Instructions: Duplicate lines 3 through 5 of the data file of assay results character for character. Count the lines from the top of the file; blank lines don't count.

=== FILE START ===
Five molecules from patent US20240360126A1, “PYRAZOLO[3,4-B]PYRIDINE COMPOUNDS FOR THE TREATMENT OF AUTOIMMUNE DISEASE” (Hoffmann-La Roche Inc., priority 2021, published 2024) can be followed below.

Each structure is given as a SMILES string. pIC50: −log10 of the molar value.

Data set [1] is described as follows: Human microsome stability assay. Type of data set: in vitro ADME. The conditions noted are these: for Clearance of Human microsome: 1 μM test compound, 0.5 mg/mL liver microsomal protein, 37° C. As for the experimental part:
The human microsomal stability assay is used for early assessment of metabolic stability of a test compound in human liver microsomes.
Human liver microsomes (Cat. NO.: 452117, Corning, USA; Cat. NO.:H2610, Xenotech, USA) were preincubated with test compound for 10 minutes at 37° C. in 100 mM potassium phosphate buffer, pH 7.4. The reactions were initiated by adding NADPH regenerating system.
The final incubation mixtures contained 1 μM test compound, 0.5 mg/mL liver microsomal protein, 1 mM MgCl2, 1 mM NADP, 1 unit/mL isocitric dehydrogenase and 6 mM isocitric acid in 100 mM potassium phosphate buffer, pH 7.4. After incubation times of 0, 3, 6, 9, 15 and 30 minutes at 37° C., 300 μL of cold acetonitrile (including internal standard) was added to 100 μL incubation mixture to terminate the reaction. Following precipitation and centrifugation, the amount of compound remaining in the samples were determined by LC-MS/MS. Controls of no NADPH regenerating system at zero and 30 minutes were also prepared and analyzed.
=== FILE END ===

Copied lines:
Data set [1] is described as follows: Human microsome stability assay. Type of data set: in vitro ADME. The conditions noted are these: for Clearance of Human microsome: 1 μM test compound, 0.5 mg/mL liver microsomal protein, 37° C. As for the experimental part:
The human microsomal stability assay is used for early assessment of metabolic stability of a test compound in human liver microsomes.
Human liver microsomes (Cat. NO.: 452117, Corning, USA; Cat. NO.:H2610, Xenotech, USA) were preincubated with test compound for 10 minutes at 37° C. in 100 mM potassium phosphate buffer, pH 7.4. The reactions were initiated by adding NADPH regenerating system.